Chibi sincerely believes that she will become a human one day. She constructs a whole worldview based on this belief that things turn into new things. Certain kinds of people used to be different kinds of animals in her mind. Like the construction workers she sees used to be moles. One thing that really charmed me while reading is the very childlike way Chibi tries to make sense out of the world, imposing explanations on things she doesn’t understand. So when she comes across a picture of Persia, the place she most wants to go in the world, she tries to scratch her way into it because she saw photos of herself before and figures there must be a way to get into the picture.
All the cats she meets in her wanderings in the neighbourhood are also very awesome. I’m pretty sure someone working on the musical Cats saw this manga when they were designing the cats. Because wow! Dancer cat looked like he walked right off stage or something. Seeing all the cats depicted as people gives the whole story a different perspective. They all look human, but they think and act like cats. Languid, thoughtful, annoyed, suspicious of foreign objects. But it’s a person batting at that foreign object doubtfully, which cracked me up.
But all the giggles in this story are layered on top of some seriously sad, thoughtful times. Chibi is trying to find her place in the world. She’s already been abandoned by one family, she’s never known her cat mom, and she spends a lot of time mediating on death. To the point where she actually stops eating because she cannot handle the thought that everything she eats was once alive and now it is not and one day she will be not too. As if that weren’t enough, she is in love with Tokio. She remains convinced that she will become human and live happily ever after with Tokio, even after the gloriously imposing Rafael tells her it is not possible for her to become human–she lives as a cat, she will die as a cat. So when Tokio falls for a girl with the braids, she realizes she has to make that change sooner rather than later.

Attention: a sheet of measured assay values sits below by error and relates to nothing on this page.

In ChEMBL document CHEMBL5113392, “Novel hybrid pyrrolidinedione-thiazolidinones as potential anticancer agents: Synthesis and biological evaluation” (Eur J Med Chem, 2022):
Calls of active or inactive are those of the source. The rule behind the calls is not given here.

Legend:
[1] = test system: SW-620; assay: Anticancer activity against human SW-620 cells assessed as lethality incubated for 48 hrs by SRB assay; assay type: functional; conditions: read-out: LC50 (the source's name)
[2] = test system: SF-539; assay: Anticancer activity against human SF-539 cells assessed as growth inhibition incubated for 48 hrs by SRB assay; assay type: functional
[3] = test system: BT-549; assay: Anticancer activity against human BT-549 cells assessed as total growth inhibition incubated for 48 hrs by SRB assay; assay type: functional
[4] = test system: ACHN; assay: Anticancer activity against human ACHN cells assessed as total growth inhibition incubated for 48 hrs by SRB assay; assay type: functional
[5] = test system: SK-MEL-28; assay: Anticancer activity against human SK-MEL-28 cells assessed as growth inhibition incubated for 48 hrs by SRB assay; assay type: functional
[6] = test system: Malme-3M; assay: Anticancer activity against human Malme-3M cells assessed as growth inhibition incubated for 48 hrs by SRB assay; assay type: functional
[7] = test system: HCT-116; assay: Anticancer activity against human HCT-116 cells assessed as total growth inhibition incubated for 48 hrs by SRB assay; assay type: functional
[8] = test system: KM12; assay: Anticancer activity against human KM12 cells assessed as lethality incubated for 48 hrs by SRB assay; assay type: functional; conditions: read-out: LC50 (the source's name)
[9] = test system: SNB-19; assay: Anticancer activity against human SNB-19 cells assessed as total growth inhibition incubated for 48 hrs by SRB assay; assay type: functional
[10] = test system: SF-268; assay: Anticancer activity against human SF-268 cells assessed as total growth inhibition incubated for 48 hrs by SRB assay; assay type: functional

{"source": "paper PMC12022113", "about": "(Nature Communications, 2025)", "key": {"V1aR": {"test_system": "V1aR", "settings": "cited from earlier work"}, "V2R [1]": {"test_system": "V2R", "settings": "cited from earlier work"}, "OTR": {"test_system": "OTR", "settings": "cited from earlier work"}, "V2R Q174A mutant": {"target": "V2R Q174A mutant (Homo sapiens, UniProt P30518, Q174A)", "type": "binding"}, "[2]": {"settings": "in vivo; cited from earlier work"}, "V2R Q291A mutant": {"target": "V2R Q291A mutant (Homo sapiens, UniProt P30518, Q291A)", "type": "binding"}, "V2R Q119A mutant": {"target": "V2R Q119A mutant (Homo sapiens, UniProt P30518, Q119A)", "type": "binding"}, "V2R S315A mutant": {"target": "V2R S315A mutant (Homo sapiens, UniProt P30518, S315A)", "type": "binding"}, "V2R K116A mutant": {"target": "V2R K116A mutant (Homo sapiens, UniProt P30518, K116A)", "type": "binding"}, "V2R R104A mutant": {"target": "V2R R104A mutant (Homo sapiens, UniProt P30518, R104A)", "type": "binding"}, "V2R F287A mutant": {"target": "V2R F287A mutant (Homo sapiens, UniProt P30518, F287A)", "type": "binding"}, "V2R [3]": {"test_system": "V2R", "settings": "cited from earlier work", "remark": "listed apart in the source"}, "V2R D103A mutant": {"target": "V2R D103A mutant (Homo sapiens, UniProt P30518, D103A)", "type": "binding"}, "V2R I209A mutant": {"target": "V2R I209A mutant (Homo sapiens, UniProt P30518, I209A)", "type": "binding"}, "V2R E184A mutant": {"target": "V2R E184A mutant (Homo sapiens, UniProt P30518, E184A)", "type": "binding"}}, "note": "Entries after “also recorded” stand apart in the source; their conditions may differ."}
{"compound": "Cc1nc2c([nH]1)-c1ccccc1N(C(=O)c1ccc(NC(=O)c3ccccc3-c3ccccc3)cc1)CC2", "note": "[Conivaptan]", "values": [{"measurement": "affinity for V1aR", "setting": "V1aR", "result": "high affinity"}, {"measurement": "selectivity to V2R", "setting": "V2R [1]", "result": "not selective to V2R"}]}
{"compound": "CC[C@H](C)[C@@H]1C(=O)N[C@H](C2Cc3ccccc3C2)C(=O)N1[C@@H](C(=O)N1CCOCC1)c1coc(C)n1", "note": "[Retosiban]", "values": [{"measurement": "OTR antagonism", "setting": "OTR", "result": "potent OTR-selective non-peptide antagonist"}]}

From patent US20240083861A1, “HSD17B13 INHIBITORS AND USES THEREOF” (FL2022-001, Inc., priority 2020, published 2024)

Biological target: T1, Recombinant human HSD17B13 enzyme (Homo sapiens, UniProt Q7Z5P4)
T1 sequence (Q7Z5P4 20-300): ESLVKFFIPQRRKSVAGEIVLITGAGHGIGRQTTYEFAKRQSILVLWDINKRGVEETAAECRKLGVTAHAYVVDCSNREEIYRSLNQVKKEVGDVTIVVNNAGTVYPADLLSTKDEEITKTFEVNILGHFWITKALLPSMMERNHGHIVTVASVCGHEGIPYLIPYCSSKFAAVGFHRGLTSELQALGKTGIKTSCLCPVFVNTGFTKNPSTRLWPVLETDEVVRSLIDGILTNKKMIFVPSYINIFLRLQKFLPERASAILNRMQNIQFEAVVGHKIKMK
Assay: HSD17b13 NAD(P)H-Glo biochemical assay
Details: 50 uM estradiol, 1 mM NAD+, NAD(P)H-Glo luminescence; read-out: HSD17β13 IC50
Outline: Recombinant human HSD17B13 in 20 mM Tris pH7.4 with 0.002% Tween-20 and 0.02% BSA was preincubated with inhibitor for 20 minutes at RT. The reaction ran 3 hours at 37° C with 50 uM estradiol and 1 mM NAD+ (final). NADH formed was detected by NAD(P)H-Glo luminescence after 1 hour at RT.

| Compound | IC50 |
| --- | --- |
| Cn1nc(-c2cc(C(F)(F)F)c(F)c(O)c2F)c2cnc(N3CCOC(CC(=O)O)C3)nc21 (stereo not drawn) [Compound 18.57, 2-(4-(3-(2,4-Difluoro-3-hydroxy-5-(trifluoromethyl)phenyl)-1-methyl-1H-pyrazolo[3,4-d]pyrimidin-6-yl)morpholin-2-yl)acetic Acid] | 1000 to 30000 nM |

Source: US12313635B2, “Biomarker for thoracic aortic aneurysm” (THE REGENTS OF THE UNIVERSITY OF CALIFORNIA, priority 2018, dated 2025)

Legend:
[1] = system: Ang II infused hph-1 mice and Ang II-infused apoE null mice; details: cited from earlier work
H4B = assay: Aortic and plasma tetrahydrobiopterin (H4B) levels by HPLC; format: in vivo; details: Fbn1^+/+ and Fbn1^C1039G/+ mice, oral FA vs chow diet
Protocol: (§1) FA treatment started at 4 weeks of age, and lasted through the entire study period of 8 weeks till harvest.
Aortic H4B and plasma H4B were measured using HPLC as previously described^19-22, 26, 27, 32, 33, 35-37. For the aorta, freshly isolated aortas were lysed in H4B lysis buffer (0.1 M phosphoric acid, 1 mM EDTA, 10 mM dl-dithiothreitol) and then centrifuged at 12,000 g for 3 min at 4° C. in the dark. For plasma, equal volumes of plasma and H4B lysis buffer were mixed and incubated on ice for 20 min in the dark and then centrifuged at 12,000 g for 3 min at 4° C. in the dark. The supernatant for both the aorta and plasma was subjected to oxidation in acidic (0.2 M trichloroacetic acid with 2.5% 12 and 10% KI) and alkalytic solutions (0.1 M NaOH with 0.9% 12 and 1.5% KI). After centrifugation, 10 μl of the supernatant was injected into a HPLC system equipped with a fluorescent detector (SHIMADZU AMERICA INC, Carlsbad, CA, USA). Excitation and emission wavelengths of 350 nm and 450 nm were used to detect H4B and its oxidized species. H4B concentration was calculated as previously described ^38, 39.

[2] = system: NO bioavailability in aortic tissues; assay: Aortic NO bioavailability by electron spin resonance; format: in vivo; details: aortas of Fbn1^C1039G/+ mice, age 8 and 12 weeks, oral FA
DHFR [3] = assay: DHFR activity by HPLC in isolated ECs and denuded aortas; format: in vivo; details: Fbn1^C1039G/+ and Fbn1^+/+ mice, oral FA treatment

And the art accompanying these sad times is equally sad. Striking use of full black pages as a way of conveying strong emotions (not just sadness, but usually mixed with sadness) and isolating characters from the world around them to focus on those emotions. I am particularly in love with a page depicting little Chibi lost without Rafael in a bamboo forest. And the panelling or lack thereof is pure Year 24. Bursts of flowers here and there, characters standing alone without any border lines to contain them or else protruding from one panel into a neighbouring panel. And so, so androgynous. I thought Tokio’s mother was a man and Tokio was a woman for the first few pages. And hey, if you keep thinking his mother is a man, the whole book takes on some new queer dimensions.
Although I ended up really liking Oshima’s Chibi and her thoughtful ways, I still prefer the over-the-top melodrama of fellow Year 24er Keiko Takemiya’s Kaze to Ki no Uta. But I love seeing the way the same starting points and artistic ideals can veer off into other, more safe-for-work directions. And I’m amazed to see commonalities in stories as wildly different as cat girl in love and french boys’ sex school. Just another reason to read as much and as widely as you can.
PS. Here is maybe the cutest thing ever?